5 Goals Your LinkedIn Profile Should Achieve
Over the next few weeks I’ll be sharing a series of three blogs targeted at building your online brand. Parts 1 and 3 will benefit B2B sales professionals, hiring managers and companies looking to differentiate and sell their services. Part 2 of this series will be dedicated to Glassdoor and the impact that company and job reviews are having on recruiting. All three will speak to building your company’s online hiring brand as it relates to attracting the best and brightest candidates to your team. Today’s blog (Part 1) is devoted exclusively to Linkedin, the king of B2B social media.
I’d like to start with a few stats that should motivate you to pay attention to your LinkedIn brand.
“93% of buying decisions start with online research.” - Marketo
“57% of the decision-making process is made prior to any direct interaction with a sales person.” - Harvard Business Review
“People do not treat Business or Career Decisions any differently.” - LinkedIn
Whether you are discussing a candidate that’s considering joining your company or a buyer considering your service, 93% of the time their first impression of you will be delivered online. That’s actually great news because you have the opportunity to be intentional with that impression.
Before I dig into the hows of crafting a fantastic LinkedIn presence I’d like to share some basic tips to help you better understand the LinkedIn platform.
76% of page views on LinkedIn are members viewing other members’ profiles and 40% of that traffic is mobile (write with mobile viewing in mind). Creating a strong LinkedIn brand begins with you and your fellow employees’ personal profiles.
LinkedIn is an extremely visual medium (profiles with pictures get 7x more views) which means that you have to pay as much attention to how your page looks as to what it says.
An effective Company page on LinkedIn will fall short if its employee profiles disappoint. After all, a potential hire will ultimately be interviewing with a hiring manager and your customer will be buying from one of your sales reps. Done right, a Company page and its employee profile images and messaging will reinforce each other.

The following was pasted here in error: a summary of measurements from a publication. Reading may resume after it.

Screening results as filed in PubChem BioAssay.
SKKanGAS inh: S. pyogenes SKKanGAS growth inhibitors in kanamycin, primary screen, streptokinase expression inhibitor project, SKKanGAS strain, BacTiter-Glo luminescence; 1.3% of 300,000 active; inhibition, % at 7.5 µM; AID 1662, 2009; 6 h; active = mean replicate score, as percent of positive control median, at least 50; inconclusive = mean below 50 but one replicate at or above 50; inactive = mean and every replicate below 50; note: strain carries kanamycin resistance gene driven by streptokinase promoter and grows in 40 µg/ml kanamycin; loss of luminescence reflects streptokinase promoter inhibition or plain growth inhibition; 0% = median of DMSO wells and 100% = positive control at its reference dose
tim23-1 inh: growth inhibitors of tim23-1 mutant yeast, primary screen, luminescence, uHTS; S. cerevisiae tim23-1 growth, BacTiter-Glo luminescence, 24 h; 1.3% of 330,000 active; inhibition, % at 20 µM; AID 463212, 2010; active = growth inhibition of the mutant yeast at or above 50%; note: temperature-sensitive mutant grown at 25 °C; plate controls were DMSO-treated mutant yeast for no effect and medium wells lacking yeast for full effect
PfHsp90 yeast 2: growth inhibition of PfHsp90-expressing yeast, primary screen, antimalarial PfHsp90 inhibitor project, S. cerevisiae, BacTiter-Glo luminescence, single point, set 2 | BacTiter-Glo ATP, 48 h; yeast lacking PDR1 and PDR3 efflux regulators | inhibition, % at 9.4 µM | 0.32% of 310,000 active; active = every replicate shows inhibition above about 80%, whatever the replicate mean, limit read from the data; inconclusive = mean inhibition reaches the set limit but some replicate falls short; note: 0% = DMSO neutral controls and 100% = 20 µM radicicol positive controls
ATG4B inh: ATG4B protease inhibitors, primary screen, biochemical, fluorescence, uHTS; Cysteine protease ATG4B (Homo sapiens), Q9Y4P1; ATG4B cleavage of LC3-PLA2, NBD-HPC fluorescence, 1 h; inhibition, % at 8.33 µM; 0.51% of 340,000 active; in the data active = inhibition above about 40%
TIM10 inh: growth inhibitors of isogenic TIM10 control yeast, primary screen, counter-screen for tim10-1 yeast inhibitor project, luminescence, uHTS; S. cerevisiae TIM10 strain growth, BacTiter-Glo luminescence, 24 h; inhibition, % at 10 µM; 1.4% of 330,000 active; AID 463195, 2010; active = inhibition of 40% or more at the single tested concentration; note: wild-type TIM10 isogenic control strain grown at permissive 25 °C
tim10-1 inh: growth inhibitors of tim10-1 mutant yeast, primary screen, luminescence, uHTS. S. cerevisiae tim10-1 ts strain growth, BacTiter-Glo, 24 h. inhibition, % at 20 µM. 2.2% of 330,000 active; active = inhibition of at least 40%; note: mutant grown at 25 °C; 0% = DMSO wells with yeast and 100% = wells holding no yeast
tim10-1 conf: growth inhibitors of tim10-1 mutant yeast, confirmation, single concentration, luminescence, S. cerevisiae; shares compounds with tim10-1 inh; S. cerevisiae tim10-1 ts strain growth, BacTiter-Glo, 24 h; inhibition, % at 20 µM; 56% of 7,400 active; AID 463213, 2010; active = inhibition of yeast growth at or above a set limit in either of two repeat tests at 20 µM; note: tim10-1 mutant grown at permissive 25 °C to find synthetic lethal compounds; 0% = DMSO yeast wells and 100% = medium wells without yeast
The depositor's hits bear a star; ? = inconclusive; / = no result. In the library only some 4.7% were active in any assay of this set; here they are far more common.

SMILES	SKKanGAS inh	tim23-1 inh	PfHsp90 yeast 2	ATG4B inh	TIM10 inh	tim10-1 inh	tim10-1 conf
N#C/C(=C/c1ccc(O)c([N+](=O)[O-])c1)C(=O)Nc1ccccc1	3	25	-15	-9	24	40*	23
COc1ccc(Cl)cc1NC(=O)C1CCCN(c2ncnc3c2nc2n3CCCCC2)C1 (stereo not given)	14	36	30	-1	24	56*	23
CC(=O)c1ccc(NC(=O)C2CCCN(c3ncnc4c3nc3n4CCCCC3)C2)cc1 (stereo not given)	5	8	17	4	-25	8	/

What goes into a polished profile or company page? An effective LinkedIn profile and company page should achieve 5 goals:
Provide External Validation
Establish You or Your Company as a Thought Leader
Likeability - In the book Enchantment, by Guy Kawasaki, the author gives a straight-forward formula for influencing others. Central to that formula is “achieving likeability”. A perfect visual LinkedIn example of likeability (in my opinion) is shown below with the full LinkedIn profile found here.
Full disclosure, Sarah works with me at Sales Talent but that’s not why I give her as an example. Her profile picture simply radiates likeability. Just to verify my point, if you scroll down to the “Skills” portion of her profile you’ll see that she’s been endorsed over 30 times for her “Friendly Personality”.
Differentiate - to properly differentiate yourself, your company and/or your services it is critical that you understand exactly what it is that you do better than anyone else. You will fail if you try to be everything to everyone. Studies have shown that the average online user has an attention span of 8 seconds. Yes, 8 seconds. A very clever (and short) example of what to and what not to do online when trying to gain your customer’s attention can be found here.